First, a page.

The High Court of Justice on Monday ordered State Comptroller Micha Lindenstrauss to turn over additional evidence in his possession to Col. Erez Weiner, and also granted Weiner an additional week to review the new material before having to file a response.

Weiner was an adviser to former IDF chief of staff Lt.-Gen (res.) Gabi Ashkenazi and has been implicated by Lindenstrauss as being involved in some manner in the “Harpaz affair.”

The affair initially was an investigation into a document allegedly forged by Boaz Harpaz in an attempt to undermine Maj.-Gen. (res.) Yoav Galant’s pursuit to replace Ashkenazi. Over time, it has expanded into an embarrassing investigation into alleged infighting between Defense Minister Ehud Barak, Ashkenazi and their aides – most notably Weiner.

As soon as Lindenstrauss implicated Weiner in the affair and began to publicly discuss the possibility of criminal charges, Weiner demanded to see all documents in the comptroller’s possession in order to defend himself.

The sides have sparred for months over whether Lindenstrauss has turned over all the relevant documents to Weiner, culminating in today’s hearing in which the High Court ordered the comptroller to turn over additional documents in the coming days.

The hearing was also notable since Attorney-General Yehuda Weinstein refused to represent Lindenstrauss, who had to hire private counsel. The two have publicly clashed with regard to the desirable direction for the Harpaz affair, with Lindenstrauss trying to press Weinstein into filing criminal allegations.

The attorney-general pushed back a few days ago, accusing the comptroller of misleading the public as to how he had managed the investigation.

The result of the hearing was not a complete victory for either side, as Lindenstrauss insisted he had no further obligation to turn over documents, whereas Weiner will have to be satisfied with receiving limited additional evidence. Lindenstrauss will decide what additional evidence to turn over with less input from Weiner than had been requested.

Another significant aspect of the ruling was that the comptroller had demanded a response from Weiner to his report on the affair within two weeks.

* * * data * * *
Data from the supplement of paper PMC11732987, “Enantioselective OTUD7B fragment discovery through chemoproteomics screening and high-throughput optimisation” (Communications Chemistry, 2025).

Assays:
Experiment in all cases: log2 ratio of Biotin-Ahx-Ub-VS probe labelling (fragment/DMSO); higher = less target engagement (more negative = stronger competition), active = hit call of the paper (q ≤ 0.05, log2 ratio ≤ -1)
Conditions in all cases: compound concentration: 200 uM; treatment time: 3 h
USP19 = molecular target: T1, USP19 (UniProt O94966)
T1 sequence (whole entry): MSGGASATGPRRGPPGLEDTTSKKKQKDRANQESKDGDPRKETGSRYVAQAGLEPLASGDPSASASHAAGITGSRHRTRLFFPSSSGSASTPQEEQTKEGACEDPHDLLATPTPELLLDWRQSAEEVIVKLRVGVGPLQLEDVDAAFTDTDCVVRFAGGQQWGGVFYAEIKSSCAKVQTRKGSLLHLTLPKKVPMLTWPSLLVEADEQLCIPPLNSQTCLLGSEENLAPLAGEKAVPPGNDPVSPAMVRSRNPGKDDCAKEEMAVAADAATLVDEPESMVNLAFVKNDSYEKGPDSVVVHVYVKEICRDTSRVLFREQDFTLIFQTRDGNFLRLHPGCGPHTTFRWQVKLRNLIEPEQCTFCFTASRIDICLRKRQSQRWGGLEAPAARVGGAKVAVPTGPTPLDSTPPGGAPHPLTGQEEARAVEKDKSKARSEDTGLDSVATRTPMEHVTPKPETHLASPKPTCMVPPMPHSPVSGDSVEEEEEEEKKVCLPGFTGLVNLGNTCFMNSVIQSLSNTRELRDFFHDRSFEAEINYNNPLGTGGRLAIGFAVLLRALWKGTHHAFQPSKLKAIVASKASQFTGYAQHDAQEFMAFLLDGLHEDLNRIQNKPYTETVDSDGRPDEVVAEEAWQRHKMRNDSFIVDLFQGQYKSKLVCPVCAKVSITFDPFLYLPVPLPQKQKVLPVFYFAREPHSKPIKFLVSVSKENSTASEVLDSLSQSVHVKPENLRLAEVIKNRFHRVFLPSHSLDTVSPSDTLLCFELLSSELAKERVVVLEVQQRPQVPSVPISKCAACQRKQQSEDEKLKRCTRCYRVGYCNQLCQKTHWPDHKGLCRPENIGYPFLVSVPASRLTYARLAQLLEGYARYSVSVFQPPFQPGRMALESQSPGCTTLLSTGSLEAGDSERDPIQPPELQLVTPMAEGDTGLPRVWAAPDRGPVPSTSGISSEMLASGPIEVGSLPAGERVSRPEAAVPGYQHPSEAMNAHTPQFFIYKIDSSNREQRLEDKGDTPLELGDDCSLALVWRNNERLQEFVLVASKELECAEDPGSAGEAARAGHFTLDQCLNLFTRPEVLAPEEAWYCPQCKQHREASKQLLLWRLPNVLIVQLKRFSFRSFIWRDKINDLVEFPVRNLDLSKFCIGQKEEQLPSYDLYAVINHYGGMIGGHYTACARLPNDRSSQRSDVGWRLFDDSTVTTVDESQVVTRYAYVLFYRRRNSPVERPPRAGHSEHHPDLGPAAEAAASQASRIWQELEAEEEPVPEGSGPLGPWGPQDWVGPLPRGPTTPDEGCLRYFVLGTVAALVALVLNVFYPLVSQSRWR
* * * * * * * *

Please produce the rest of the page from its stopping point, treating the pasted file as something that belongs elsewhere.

Weiner won an additional week from the High Court to review the new material his attorneys expect to receive.

One instance where the court accepted Lindenstrauss’s arguments was in affirming his right to refuse to provide Weiner with a complete list of all persons who had testified before him as part of the investigation.

Although Weiner had requested the list, the court agreed that the request was overly broad and accepted the argument that it was not pertinent to Weiner’s defense.

The court also rejected a push by Weiner’s attorneys to disqualify Lindenstrauss from further involvement in the matter on the grounds that Weiner had received documents suggesting the comptroller had decided to recommend various sanctions against him without receiving his response.

The court accepted Lindenstrauss’s argument that the cited reference was a topographical error and that he would remain undecided on his recommendations until receiving Weiner’s response. Separately, the court issued a ban on the distribution of any sensitive national security-related materials to Weiner’s attorneys in order to limit review of the material to his attorneys alone.

In the overall legal scheme of things, the ruling allowed the High Court and the comptroller to avoid a new major legal precedent, which could have allowed any petitioner to demand much greater disclosure of evidence than has been granted in the past. Such a precedent would have been seen by many as undermining the comptroller’s ability to convince witnesses to speak freely, since they would no longer be protected from public exposure of their testimony.